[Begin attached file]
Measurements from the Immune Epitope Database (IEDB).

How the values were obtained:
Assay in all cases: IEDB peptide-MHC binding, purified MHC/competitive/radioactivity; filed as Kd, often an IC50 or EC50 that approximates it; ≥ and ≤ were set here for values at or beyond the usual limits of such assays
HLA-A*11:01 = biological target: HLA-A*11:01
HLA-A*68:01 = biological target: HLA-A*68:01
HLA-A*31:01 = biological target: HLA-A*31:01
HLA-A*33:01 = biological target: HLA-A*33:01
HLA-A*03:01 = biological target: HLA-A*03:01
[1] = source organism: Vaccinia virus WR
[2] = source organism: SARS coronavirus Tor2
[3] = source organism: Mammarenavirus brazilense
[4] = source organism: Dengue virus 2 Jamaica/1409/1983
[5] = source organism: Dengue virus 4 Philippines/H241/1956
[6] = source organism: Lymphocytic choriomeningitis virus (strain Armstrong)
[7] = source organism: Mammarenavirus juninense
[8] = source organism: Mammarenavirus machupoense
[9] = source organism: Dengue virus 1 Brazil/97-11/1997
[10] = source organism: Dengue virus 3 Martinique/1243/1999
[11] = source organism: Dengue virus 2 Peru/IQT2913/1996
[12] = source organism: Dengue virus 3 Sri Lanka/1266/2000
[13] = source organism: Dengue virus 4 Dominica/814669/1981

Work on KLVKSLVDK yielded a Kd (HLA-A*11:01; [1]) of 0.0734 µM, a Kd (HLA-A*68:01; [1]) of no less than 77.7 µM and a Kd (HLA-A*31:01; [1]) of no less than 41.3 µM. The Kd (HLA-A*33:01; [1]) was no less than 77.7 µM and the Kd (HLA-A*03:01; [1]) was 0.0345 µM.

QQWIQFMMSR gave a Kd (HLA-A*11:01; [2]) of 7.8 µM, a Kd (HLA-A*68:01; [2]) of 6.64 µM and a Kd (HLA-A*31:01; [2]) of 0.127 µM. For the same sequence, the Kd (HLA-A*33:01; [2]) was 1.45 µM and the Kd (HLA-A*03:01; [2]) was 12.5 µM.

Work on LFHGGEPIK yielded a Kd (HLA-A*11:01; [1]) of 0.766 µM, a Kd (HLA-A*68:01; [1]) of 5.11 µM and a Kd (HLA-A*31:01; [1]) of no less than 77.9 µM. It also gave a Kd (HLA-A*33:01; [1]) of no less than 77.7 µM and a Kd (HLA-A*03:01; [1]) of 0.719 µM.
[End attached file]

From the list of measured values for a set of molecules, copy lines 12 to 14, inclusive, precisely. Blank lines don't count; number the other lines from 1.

[4] = source organism: Dengue virus 2 Jamaica/1409/1983
[5] = source organism: Dengue virus 4 Philippines/H241/1956
[6] = source organism: Lymphocytic choriomeningitis virus (strain Armstrong)